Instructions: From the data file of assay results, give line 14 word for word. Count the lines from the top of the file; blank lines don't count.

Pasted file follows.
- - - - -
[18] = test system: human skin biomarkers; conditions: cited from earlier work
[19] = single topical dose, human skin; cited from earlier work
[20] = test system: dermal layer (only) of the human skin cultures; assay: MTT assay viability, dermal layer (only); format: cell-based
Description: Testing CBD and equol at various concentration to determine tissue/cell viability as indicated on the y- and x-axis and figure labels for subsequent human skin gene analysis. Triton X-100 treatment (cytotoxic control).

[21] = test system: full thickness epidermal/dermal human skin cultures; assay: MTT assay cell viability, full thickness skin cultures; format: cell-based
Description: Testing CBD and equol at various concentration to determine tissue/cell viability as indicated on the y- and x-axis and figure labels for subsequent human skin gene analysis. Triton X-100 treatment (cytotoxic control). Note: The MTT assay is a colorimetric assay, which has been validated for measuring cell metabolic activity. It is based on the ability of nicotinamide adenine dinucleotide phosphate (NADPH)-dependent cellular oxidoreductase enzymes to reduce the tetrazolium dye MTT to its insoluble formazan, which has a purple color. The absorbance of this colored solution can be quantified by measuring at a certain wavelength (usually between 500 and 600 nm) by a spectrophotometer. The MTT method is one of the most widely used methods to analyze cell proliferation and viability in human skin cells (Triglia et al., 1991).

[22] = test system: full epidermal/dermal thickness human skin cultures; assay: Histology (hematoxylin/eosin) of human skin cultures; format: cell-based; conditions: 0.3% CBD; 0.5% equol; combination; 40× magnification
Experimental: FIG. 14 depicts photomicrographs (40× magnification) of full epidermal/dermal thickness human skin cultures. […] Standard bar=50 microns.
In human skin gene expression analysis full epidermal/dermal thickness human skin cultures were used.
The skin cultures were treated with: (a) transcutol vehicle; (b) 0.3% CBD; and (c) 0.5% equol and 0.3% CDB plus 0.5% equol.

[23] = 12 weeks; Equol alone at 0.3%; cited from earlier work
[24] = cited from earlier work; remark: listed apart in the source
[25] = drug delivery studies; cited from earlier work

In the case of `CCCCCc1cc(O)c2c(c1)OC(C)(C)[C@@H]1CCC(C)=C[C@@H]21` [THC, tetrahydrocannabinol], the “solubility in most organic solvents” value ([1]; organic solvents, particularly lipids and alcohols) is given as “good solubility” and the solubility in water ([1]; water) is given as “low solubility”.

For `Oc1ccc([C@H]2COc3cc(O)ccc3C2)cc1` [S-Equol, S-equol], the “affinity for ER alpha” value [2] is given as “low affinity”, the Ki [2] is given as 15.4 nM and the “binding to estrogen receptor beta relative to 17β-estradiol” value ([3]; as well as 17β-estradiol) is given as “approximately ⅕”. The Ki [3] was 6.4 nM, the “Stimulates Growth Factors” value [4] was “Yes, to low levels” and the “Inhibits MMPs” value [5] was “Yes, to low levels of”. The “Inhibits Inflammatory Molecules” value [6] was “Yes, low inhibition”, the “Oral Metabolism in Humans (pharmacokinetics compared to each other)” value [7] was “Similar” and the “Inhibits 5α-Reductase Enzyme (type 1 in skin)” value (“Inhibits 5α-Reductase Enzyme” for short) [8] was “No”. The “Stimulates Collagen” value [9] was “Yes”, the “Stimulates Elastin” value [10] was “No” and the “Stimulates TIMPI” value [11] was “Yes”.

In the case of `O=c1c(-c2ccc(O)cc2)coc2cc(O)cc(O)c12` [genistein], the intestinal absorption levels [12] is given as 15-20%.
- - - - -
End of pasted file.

In the case of `CCCCCc1cc(O)c2c(c1)OC(C)(C)[C@@H]1CCC(C)=C[C@@H]21` [THC, tetrahydrocannabinol], the “solubility in most organic solvents” value ([1]; organic solvents, particularly lipids and alcohols) is given as “good solubility” and the solubility in water ([1]; water) is given as “low solubility”.